The bishops are clearly and justifiably frustrated at the stalled peace process and how that standstill continues to inflict hardship on everyone in the region. Photo courtesy of Eoghan Rice, Trocaire via Flickr [https://flic.kr/p/d9PA9D]

Editorial: Bishops' opposition to Israeli settlements is a cry for peace

By 
  • January 26, 2017

Early each year bishops from North America and Europe join bishops from the Holy Land on an information tour of those sacred but troubled lands. The visit this January had added significance because 2017 marks the 50th anniversary of the Six-Day War and the start of the ongoing occupation of Gaza and the West Bank.

Perhaps that was why the bishops were uncharacteristically, but understandably, blunt in a post-visit assessment of the failed situation. They denounced the “scandal” of occupation and the “de facto annexation” of Palestinian land and insisted the “call must get louder” for peace and justice.

Or perhaps the bishops were emboldened by a landmark United Nations resolution in December that demanded a halt to Israeli settlements in the West Bank. That resolution passed 14-0 and was adopted when the United States, normally Israel’s staunchest UN ally, declined to block the resolution with its veto, as it had done in the past.

“We all have a responsibility to oppose the construction of settlements,” read the statement signed by 12 bishops, including Bishop Lionel Gendron of Saint-Jean-Longueuil, Que., vice president of the Canadian bishops’ conference. “This de facto annexation of land not only undermines the rights of Palestinians in areas such as Hebron and East Jerusalem but, as the UN recently recognized, also imperils the chance of peace.”

The bishops are clearly and justifiably frustrated at not just the stalled peace process, but how that standstill continues to inflict hardship on everyone in the region, particularly the Palestinians of Gaza “who continue to live amid a man-made humanitarian catastrophe” due to a decade-long blockade. There is ill will on all sides, the bishops acknowledge, but attempts to build peace are imperilled by Israeli determination to expand settlements.

The bishops don’t say so, but these settlements are a provocation that are illegal under international law. It’s difficult to imagine peace while their construction continues. The bishops rightly oppose them and the UN justifiably demands that Israel stop building them. Yet construction continues.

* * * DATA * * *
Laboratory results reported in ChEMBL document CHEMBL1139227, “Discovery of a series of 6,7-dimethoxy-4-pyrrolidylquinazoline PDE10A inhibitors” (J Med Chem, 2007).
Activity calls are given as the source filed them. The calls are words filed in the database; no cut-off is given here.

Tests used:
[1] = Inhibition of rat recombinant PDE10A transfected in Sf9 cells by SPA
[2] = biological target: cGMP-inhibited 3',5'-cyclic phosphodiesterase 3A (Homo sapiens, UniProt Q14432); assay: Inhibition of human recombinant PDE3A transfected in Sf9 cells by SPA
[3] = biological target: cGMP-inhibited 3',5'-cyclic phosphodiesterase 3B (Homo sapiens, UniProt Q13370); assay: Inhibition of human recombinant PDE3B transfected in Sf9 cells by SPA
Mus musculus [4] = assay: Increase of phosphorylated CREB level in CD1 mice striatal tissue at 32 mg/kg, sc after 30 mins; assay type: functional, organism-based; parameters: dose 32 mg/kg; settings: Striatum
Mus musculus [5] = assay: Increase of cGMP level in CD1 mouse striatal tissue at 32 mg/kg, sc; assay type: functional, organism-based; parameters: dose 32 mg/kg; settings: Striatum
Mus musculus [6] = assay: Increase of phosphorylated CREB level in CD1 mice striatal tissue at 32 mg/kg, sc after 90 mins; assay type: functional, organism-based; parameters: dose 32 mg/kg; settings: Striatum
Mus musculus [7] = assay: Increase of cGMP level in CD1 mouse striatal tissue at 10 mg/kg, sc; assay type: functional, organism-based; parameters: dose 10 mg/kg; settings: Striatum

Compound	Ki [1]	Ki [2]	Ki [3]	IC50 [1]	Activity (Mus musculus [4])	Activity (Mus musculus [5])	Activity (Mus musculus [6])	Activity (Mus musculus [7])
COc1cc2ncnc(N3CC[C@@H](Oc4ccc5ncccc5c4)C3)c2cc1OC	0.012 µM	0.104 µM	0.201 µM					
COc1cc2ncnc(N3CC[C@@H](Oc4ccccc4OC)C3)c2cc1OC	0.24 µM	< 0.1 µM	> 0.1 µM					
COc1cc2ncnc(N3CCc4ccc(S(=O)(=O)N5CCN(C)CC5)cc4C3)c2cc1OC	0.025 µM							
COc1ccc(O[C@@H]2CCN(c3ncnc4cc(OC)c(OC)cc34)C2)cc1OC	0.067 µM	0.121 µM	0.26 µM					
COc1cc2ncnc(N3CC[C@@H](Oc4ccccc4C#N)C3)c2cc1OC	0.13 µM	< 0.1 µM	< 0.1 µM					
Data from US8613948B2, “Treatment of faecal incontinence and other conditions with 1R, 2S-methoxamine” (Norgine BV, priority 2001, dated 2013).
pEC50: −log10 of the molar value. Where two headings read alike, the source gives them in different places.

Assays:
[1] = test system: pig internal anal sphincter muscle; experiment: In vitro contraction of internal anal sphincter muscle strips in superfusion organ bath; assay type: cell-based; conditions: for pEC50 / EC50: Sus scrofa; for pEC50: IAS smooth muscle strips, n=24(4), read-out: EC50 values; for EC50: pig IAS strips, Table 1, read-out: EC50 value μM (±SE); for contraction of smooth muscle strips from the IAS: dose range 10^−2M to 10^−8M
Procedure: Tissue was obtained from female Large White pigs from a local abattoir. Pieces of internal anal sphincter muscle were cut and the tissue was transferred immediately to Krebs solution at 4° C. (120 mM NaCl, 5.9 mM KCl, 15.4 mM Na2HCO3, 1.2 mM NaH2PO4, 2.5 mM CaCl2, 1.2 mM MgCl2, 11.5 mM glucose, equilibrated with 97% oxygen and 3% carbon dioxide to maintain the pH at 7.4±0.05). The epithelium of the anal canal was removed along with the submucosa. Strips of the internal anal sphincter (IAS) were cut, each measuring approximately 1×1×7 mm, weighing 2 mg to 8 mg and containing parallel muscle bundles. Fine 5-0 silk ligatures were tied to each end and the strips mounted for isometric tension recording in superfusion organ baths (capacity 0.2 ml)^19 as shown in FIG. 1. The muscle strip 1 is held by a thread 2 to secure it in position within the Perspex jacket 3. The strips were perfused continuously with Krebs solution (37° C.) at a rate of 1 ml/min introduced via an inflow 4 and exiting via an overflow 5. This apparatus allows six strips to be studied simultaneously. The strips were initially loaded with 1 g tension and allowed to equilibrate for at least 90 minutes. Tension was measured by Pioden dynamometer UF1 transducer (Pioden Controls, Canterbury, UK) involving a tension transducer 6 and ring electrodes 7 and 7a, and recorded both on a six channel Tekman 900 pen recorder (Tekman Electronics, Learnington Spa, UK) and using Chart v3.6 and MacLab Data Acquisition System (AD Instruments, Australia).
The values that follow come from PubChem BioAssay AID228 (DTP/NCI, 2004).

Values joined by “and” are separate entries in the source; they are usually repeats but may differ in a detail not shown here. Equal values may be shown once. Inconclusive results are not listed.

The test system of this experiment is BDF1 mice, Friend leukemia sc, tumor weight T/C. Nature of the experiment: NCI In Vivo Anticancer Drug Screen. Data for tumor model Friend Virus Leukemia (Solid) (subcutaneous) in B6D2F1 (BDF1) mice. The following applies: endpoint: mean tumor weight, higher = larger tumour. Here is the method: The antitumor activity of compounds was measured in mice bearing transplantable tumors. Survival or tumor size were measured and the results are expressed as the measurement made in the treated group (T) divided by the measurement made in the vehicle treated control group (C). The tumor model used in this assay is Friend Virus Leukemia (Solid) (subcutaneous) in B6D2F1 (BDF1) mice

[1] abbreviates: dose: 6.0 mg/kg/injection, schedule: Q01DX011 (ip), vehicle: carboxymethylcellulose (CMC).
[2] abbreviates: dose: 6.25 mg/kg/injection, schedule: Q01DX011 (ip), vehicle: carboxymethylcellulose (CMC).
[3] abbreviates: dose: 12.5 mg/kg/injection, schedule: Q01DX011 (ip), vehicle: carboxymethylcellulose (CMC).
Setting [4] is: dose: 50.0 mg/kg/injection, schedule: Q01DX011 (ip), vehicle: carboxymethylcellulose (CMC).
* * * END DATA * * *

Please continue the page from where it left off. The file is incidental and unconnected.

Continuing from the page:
Excluding those who’ve settled in East Jerusalem (a separate issue altogether), more than 400,000 Israelis now live in some 130 West Bank settlements. They claim the land based on religion and history and, as their numbers grow, they are becoming an ever-expanding obstacle to the peaceful establishment of a Palestinian state. This isn’t the only obstacle — questions about East Jerusalem, terrorism and Palestinian refugees remain unresolved — but these settlements are a daily, visible affront to the legitimate aspirations of those Israelis and Palestinians who long for a negotiated peace.

As the bishops say, the current situation violates the dignity of people on both sides. The call for justice must grow louder.

Comments (1)

Re: Editorial: Bishops' opposition to Israeli settlements is a cry for peace. January 26, 2017

In a recent letter to the editor, I objected to ongoing hierarchical stonewalling of laity who approach the diocesan doors with concerns about various...

Re: Editorial: Bishops' opposition to Israeli settlements is a cry for peace. January 26, 2017

In a recent letter to the editor, I objected to ongoing hierarchical stonewalling of laity who approach the diocesan doors with concerns about various forms of abuse. I thank "The Register" for printing that letter....which was meant to explain emptying pews; a plea for listening in diocesan offices. It needed to be said, and heard.

The January 26, 2017 editorial on the "Bishops in the Holy Land" is a wonderful reminder of the Catholic Church I admire. These bishops did us proud by taking this tour and speaking truths to power. Truths which many do not want to hear. Truths which mainstream media do not tell out of fear of being labelled.

I walked those streets of Hebron with peacemakers: amidst a mixed team of Christian and Jewish believers. I saw ten year old boys being bullied by Israeli troops at checkpoints with guns stuck in their bellies. I watched a series of these incidents; their crime was simply being there. (Hebron, by the way, is in Palestine, AKA West Bank, not Israel. What right do Israeli troops have to be here? None.)

I, too, visited Daoud Nassar and The Tent of Nations. I joined them in singing "We shall Overcome",and prayed with other visitors and followers in their cave chapel. I, too, took a picture of the sign at the gate of their land: "We refuse to be enemies'....a belief, in spite of continuous road blocks and harassment from local 'settlers'.

Our bishops' story is rarely told in mainstream press. Many Holy Land tours and pilgrimages conveniently miss these places; miss the ongoing aggression, the evictions; miss the explanation of differently coloured licence plates, miss the ad-hoc checkpoints, even miss the correct name of the country they are in. Most visitors seem to believe that it's all Israel below their feet.

Again, a huge "Thank you" to a group of exemplary bishops who witnessed the inconvenient truths! I would readily join them in arranging another peacemaking and fact-finding tour. The truth will eventually set us free.

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